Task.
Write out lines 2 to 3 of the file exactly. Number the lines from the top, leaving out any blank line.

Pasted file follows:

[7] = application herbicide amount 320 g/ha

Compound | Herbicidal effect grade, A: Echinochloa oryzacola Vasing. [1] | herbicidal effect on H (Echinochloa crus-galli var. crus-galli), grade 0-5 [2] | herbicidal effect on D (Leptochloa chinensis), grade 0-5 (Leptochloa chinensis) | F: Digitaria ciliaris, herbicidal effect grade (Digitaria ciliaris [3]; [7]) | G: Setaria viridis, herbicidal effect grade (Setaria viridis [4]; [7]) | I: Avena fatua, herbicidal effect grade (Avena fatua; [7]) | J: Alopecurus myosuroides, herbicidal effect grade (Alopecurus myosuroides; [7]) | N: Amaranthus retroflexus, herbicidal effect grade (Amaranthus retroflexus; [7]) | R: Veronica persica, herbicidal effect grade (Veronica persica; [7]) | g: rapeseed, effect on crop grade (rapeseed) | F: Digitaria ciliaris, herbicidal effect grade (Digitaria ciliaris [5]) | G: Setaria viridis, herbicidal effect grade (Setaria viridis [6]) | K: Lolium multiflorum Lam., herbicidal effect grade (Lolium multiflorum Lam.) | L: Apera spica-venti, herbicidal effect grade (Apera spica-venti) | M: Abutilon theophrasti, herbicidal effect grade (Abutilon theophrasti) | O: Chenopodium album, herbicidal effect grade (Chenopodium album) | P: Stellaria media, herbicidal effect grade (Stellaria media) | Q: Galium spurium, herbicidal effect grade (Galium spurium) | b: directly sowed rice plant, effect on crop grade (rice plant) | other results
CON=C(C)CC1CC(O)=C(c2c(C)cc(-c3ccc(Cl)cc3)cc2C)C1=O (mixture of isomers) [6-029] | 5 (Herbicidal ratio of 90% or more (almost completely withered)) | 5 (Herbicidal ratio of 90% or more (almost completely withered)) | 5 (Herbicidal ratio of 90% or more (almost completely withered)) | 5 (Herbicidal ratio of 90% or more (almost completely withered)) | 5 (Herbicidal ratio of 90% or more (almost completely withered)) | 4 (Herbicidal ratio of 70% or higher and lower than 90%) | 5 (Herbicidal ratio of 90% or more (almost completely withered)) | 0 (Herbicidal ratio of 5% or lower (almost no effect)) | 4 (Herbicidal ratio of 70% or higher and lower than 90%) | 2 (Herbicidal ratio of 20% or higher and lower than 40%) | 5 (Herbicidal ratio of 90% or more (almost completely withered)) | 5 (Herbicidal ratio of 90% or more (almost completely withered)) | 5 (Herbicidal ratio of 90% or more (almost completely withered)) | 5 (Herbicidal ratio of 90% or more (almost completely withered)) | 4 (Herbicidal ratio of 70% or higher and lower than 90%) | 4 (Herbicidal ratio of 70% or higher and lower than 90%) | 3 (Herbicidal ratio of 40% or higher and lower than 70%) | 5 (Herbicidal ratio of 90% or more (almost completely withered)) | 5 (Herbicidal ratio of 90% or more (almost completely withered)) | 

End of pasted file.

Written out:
Compound | Herbicidal effect grade, A: Echinochloa oryzacola Vasing. [1] | herbicidal effect on H (Echinochloa crus-galli var. crus-galli), grade 0-5 [2] | herbicidal effect on D (Leptochloa chinensis), grade 0-5 (Leptochloa chinensis) | F: Digitaria ciliaris, herbicidal effect grade (Digitaria ciliaris [3]; [7]) | G: Setaria viridis, herbicidal effect grade (Setaria viridis [4]; [7]) | I: Avena fatua, herbicidal effect grade (Avena fatua; [7]) | J: Alopecurus myosuroides, herbicidal effect grade (Alopecurus myosuroides; [7]) | N: Amaranthus retroflexus, herbicidal effect grade (Amaranthus retroflexus; [7]) | R: Veronica persica, herbicidal effect grade (Veronica persica; [7]) | g: rapeseed, effect on crop grade (rapeseed) | F: Digitaria ciliaris, herbicidal effect grade (Digitaria ciliaris [5]) | G: Setaria viridis, herbicidal effect grade (Setaria viridis [6]) | K: Lolium multiflorum Lam., herbicidal effect grade (Lolium multiflorum Lam.) | L: Apera spica-venti, herbicidal effect grade (Apera spica-venti) | M: Abutilon theophrasti, herbicidal effect grade (Abutilon theophrasti) | O: Chenopodium album, herbicidal effect grade (Chenopodium album) | P: Stellaria media, herbicidal effect grade (Stellaria media) | Q: Galium spurium, herbicidal effect grade (Galium spurium) | b: directly sowed rice plant, effect on crop grade (rice plant) | other results
CON=C(C)CC1CC(O)=C(c2c(C)cc(-c3ccc(Cl)cc3)cc2C)C1=O (mixture of isomers) [6-029] | 5 (Herbicidal ratio of 90% or more (almost completely withered)) | 5 (Herbicidal ratio of 90% or more (almost completely withered)) | 5 (Herbicidal ratio of 90% or more (almost completely withered)) | 5 (Herbicidal ratio of 90% or more (almost completely withered)) | 5 (Herbicidal ratio of 90% or more (almost completely withered)) | 4 (Herbicidal ratio of 70% or higher and lower than 90%) | 5 (Herbicidal ratio of 90% or more (almost completely withered)) | 0 (Herbicidal ratio of 5% or lower (almost no effect)) | 4 (Herbicidal ratio of 70% or higher and lower than 90%) | 2 (Herbicidal ratio of 20% or higher and lower than 40%) | 5 (Herbicidal ratio of 90% or more (almost completely withered)) | 5 (Herbicidal ratio of 90% or more (almost completely withered)) | 5 (Herbicidal ratio of 90% or more (almost completely withered)) | 5 (Herbicidal ratio of 90% or more (almost completely withered)) | 4 (Herbicidal ratio of 70% or higher and lower than 90%) | 4 (Herbicidal ratio of 70% or higher and lower than 90%) | 3 (Herbicidal ratio of 40% or higher and lower than 70%) | 5 (Herbicidal ratio of 90% or more (almost completely withered)) | 5 (Herbicidal ratio of 90% or more (almost completely withered)) | 